New directions in kharja studies : gender, sexuality and religion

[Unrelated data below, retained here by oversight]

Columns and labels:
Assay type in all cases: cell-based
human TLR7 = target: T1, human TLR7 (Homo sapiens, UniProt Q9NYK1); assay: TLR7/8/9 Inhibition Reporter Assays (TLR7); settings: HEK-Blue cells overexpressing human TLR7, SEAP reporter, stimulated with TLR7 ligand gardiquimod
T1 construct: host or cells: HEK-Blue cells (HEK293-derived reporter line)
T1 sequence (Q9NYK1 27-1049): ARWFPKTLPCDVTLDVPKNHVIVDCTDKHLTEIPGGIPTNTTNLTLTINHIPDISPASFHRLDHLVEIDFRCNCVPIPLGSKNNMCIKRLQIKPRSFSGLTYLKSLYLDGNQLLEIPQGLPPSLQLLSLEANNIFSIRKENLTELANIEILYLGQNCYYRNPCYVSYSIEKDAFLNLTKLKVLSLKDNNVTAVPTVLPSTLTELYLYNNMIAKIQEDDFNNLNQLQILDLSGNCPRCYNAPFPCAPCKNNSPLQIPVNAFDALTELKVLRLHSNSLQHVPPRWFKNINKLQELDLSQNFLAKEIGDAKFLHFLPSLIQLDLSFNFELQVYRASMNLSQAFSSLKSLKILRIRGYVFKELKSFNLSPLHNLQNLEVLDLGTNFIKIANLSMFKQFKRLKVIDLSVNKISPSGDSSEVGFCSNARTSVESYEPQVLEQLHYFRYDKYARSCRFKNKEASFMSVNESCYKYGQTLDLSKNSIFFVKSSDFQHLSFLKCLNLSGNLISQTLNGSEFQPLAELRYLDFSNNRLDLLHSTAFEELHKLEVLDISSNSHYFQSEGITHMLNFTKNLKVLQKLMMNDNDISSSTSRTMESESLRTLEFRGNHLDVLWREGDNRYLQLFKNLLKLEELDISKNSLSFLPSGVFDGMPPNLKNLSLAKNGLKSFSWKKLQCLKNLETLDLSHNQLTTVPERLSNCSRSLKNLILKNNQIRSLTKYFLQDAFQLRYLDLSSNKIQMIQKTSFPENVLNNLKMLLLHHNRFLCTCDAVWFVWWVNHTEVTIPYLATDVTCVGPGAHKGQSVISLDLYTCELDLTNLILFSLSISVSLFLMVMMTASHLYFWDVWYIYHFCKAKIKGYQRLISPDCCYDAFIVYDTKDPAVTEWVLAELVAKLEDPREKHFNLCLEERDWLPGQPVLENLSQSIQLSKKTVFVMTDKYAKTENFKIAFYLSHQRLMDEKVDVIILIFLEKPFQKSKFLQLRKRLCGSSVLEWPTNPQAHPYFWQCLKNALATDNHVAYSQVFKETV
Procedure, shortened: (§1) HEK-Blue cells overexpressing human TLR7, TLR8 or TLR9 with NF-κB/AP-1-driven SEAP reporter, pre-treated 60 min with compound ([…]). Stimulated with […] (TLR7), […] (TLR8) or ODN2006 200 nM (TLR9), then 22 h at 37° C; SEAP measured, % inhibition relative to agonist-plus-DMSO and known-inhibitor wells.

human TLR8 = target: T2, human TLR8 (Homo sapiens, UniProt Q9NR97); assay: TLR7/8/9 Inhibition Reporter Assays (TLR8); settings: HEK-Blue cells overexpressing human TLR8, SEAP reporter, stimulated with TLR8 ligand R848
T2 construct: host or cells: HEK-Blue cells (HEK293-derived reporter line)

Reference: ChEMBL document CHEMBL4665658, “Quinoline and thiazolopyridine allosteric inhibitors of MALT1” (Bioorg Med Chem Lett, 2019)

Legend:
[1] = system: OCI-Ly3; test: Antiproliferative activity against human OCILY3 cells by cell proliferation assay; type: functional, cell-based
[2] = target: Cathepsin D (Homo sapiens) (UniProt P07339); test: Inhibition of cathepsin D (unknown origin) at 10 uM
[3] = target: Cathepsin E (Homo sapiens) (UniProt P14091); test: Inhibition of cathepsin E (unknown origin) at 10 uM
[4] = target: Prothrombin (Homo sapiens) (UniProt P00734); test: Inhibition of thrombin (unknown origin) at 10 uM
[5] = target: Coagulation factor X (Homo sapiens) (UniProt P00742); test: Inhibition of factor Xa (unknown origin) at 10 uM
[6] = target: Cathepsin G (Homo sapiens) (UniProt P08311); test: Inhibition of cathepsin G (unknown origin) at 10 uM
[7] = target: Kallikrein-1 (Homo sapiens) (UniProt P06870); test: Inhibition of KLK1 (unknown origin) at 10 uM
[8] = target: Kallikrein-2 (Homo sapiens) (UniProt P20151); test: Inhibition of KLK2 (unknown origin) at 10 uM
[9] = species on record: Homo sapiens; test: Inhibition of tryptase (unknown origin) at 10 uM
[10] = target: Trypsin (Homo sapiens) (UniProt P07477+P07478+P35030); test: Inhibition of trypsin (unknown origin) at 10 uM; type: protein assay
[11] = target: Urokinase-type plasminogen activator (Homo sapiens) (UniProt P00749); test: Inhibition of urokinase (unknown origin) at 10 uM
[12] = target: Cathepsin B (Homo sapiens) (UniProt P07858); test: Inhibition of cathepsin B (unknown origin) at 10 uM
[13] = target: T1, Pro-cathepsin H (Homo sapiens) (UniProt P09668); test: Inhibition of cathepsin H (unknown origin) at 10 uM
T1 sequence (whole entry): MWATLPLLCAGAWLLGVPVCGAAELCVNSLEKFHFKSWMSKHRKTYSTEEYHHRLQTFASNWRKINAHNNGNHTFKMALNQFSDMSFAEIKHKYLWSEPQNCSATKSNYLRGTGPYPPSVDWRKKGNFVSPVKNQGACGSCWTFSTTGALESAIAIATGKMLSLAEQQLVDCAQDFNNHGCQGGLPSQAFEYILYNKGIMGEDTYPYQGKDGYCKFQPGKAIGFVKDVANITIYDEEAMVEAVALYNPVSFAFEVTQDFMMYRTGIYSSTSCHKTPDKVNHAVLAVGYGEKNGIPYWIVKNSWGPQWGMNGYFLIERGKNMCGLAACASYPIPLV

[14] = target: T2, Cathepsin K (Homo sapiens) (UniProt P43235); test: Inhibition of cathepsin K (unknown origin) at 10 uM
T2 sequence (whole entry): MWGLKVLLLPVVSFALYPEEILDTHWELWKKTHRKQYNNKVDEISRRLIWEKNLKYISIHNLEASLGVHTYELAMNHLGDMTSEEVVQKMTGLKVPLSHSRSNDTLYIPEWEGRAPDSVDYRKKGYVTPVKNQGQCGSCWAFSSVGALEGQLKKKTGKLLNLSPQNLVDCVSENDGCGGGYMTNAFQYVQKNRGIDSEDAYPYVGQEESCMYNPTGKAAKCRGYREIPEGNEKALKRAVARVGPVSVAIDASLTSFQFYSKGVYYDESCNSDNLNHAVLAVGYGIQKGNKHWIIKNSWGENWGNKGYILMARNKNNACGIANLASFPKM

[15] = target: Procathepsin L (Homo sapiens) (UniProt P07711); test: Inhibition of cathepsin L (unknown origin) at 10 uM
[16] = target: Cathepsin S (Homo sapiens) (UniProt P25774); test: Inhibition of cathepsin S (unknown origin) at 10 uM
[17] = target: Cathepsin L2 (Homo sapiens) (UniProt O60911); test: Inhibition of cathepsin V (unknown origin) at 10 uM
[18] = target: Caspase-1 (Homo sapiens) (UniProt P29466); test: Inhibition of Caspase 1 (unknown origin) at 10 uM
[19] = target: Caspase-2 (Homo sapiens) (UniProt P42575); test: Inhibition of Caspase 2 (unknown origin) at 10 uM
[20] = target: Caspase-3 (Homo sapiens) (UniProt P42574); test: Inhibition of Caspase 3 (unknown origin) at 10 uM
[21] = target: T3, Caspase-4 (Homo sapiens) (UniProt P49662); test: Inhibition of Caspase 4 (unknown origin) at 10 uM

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The focus of kharja criticism on origins and influences has prevented scholarship of this literature from exploring different approaches for understanding this poetry. This dissertation takes a new and needed direction by examining the themes of gender, sexuality and religion in the muwashshahs with Romance kharjas. The first chapter presents a meta-critical analysis of kharja scholarship and notes how these studies have been focused on philological issues. The second chapter looks at the role gender plays in this corpus of poetry. It analyses the relationship of the voices of the kharjas and muwashshahs, compares descriptions of males and females, discusses gender conventions in Arabic poetry and determines the gender of the referent for each poem. The third chapter places the muwashshahs in the context of Andalusian sexuality and society. It notes the importance of their courtly creation and examines the themes of violence, sexuality and pleasure. The fourth and final chapter examines the convergence of religious and sexual language in the muwashshahs. It summarizes this tradition beginning with Plato's "Symposium" followed by descriptions of paradise in the Koran and Ibn Hazm's "The Dove's Ring Neck". The conclusion compares the muwashshahs to the "cantigas d'amigo", the troubadour lyric and the "Divine Comedy" with respect to the themes of gender, sexuality and religion. This analysis demonstrates the cultural and societal influences on these literatures.